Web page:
theme_void()

The argument fill = "white" is choosing the color of the countries background and color = "black" is choosing the color of the countries border lines. theme_void() is a theme provided by the ggplot2 package. You can find all ggplot2 themes here.

To create a map of a specific region you can do it like follow:

# Load packages
library(ggplot2)

# Retrieve data
world <- map_data("world")
americas <- subset(world, region %in% c("USA","Brazil","Mexico", "Colombia", "Argentina", "Canada",
                                      "Peru","Venezuela","Chile","Guatemala","Ecuador", "Bolivia", "Cuba",
                                      "Honduras", "Paraguay", "Nicaragua","El Salvador", "Costa Rica", "Panama",
                                      "Uruguay",  "Jamaica",  "Trinidad and Tobago", "Guyana", "Suriname", "Belize",
                                      "Barbados", "Saint Lucia", "Grenada", "Saint Vincent and the Grenadines", 
                                      "Antigua and Barbuda", "Saint Kitts and Nevis"))
# Create map
ggplot(data = americas, aes(x = long, y = lat, group = group)) + 
  geom_polygon(fill = "white", color = "black") +
  coord_fixed(ratio=1.1, xlim = c(-180, -35))  + 
  theme_void() 

10.2.5 Esquisse

Now that you know the grammar of graphics, you can use the package esquisse.

TL;DR

dataCanadaFullLong <- readr::read_csv("./data/lab3/dataCanadaFullLong.csv")

dataCanadaFullLong$isicCode <- as.character(dataCanadaFullLong$isicCode)

# Produce a bar chart
library(ggplot2)
library(ggthemes)
ggplot(data = dataCanadaFullLong, aes(x = year, y = value, fill = isicCode)) + 
  geom_bar(stat = "identity", width = 0.5, position = "dodge") + 
  xlab("") +
  ylab("Number of employees")  +
  labs(fill = "Isic Code")  +  
  theme_minimal() + 
  scale_fill_brewer(direction = -1)

# Line chart elements
library(ggplot2)
library(ggthemes)
ggplot(data = dataCanadaFullLong, aes(x = year, y = value, color = isicCode)) +
  geom_line(size = 1.5) +
  xlab("") +
  ylab("Number of employees")  +
  labs(fill = "Isic Code")  +  
  theme_minimal() +
  scale_color_brewer(direction = -1)

ggplot(data = dataCanadaFullLong, aes(x = year, y = value, color = isicCode)) +
  geom_line(size = 1.5) +
  xlab("") +
  ylab("Number of employees")  +
  labs(fill = "Isic Code")  +  
  theme_minimal() +
  scale_color_brewer(direction = -1) + 
  geom_point(size = 2.5) 

# Bubble chart elements
library(ggplot2)
library(ggthemes)
ggplot(data = dataCanadaFullLong, aes(x = year, y = value, color = isicCode)) +
  geom_point(aes(size = value)) +
  xlab("") +
  ylab("Number of employees")  +
  theme_minimal() +
  scale_color_brewer(direction = -1) +
  scale_size_continuous(range = c(3,11)) + 
  guides(size = FALSE)

# Maps
library(ggplot2)
world <- map_data("world")
ggplot(data = world, aes(x = long, y = lat, group = group)) + 
  geom_polygon(fill = "white", color = "black") +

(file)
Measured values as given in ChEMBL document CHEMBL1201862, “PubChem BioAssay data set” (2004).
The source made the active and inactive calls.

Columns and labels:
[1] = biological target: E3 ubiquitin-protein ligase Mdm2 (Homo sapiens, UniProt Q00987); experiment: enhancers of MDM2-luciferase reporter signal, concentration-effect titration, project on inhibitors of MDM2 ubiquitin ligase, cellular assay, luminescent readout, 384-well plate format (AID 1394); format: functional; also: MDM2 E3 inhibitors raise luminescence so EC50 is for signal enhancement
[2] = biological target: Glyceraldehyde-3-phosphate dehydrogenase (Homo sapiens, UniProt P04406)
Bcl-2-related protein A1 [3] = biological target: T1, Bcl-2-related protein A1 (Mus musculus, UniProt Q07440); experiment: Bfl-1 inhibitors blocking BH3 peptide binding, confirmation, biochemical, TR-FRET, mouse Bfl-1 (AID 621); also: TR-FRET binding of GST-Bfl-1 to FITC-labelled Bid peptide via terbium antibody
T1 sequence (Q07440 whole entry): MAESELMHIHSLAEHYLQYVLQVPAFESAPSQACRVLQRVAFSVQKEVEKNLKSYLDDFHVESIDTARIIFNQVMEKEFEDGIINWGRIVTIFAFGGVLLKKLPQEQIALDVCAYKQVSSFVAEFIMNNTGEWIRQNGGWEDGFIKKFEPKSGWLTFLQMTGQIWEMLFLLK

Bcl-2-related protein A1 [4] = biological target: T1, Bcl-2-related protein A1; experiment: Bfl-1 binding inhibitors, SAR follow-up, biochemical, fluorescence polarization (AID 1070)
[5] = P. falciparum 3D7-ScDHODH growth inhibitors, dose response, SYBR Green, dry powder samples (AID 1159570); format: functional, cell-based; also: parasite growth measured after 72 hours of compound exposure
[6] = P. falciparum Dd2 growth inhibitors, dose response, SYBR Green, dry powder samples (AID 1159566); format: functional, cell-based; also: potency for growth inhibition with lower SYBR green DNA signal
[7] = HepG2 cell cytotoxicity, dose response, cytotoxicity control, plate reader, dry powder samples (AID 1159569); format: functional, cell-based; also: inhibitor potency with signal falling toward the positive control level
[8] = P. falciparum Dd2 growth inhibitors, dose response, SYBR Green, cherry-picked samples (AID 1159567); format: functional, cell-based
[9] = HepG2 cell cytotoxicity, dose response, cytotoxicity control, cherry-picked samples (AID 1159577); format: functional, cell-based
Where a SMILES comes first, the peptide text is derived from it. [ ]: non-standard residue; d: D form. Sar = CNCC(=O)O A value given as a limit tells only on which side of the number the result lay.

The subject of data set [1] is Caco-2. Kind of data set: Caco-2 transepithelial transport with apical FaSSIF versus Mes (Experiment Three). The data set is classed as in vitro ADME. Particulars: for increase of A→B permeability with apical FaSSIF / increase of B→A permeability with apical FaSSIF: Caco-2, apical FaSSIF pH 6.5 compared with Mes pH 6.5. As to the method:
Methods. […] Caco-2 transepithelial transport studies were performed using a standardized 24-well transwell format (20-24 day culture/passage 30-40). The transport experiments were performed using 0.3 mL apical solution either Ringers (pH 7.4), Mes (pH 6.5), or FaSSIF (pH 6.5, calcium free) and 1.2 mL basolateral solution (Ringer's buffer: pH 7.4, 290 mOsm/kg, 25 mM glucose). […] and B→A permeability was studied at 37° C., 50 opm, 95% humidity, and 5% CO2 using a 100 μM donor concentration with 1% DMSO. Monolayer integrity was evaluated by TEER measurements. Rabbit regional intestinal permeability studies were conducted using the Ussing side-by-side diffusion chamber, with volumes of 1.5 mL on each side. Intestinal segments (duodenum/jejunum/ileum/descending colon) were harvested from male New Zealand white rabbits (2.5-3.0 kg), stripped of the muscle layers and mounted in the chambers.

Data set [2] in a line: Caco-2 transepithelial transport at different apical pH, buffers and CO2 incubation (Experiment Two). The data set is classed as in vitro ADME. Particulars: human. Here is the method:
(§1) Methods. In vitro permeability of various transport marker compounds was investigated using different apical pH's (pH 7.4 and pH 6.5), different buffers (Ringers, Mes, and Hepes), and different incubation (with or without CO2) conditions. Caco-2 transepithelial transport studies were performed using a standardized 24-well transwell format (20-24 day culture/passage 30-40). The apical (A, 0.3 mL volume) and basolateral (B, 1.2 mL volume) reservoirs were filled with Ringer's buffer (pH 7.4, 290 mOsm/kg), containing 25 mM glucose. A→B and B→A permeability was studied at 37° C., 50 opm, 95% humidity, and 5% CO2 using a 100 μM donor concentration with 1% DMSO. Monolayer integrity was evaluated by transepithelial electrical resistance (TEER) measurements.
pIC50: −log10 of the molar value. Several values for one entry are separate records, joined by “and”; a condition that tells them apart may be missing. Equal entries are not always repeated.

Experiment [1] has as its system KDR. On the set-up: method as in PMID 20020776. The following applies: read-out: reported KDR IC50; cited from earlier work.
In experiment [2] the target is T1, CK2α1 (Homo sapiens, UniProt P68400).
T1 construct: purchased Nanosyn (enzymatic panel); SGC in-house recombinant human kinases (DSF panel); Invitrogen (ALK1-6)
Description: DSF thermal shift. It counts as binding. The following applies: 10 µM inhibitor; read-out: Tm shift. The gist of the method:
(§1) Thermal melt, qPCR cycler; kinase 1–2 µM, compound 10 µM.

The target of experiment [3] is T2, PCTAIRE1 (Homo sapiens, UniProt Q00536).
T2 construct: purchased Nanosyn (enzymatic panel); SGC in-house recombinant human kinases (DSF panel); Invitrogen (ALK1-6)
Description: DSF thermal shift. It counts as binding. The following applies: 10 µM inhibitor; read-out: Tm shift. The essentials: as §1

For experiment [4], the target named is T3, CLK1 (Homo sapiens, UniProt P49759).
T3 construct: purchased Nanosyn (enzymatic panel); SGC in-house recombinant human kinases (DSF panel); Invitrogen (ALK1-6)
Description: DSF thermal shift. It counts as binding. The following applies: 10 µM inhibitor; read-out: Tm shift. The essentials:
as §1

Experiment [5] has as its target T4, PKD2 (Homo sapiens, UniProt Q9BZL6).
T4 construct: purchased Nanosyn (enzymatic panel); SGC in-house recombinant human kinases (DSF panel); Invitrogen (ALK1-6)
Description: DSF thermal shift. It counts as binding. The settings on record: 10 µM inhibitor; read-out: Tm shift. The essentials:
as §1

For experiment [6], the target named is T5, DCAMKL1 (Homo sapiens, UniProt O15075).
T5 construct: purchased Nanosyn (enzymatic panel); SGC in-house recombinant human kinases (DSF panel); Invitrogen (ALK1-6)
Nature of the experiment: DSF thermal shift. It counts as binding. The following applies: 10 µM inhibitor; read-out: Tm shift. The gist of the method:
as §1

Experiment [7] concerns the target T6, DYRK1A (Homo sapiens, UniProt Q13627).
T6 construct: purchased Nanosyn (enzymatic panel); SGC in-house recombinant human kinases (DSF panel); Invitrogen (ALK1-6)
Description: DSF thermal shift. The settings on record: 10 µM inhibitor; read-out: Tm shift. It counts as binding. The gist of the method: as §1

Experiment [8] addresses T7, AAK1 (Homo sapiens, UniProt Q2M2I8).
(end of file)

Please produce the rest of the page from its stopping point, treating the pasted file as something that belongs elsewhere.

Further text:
theme_void()

library(ggplot2)
world <- map_data("world")
americas <- subset(world, region %in% c("USA","Brazil","Mexico", "Colombia", "Argentina", "Canada",
                                      "Peru","Venezuela","Chile","Guatemala","Ecuador", "Bolivia", "Cuba",
                                      "Honduras", "Paraguay", "Nicaragua","El Salvador", "Costa Rica", "Panama",
                                      "Uruguay",  "Jamaica",  "Trinidad and Tobago", "Guyana", "Suriname", "Belize",
                                      "Barbados", "Saint Lucia", "Grenada", "Saint Vincent and the Grenadines", 
                                      "Antigua and Barbuda", "Saint Kitts and Nevis"))
ggplot(data = americas, aes(x = long, y = lat, group = group)) + 
  geom_polygon(fill = "white", color = "black") +
  coord_fixed(ratio=1.1, xlim = c(-180, -35))  + 
  theme_void() 

Code learned in this chapter

Command Detail
read_csv() Read comma separated values (csv)
as.character() Transform data in character
ggplot() Initialize a ggplot object
geom_bar() Produce a bar chart
geom_line() Produce a line chart
geom_point() Produce a bubble chart
xlab() Modify x axis label
ylab() Modify x axis label
labs() Modify axis, legend and plot labels
theme_minimal() Set up the minimal theme
scale_fill_brewer() Provide sequential, diverging and qualitative colour schemes from ColorBrewer
scale_color_brewer() Provide sequential, diverging and qualitative colour schemes from ColorBrewer
scale_size_continuous() Size Scale
guides() Set guides for each scale
map_data() Create a data frame of map data
subset() Subsetting vectors, matrices and data frames
geom_polygon() Polygon, a filled path
coord_fixed() Force a specified ratio between the physical representation of data units on the axes
theme_void() Set up the void theme

Getting your hands dirty

You must use the data available on Github in Chapter 10 and reproduce the following line and bar chart.

  • Step1 : Import data

You need to import chapter10data.csv to do this exercise.

library(readr)
gdp5 <- 
  • Step 2 : Create a line chart

Recreate the following line chart.

library(ggplot2)
...
  • Step 3 : Subset the data

Filter the data to only keep the year 2017.

library(dplyr)
gdp6 <- 
  • Step 4 : Create a bar chart

Recreate the following bar chart.

library(ggplot2)
...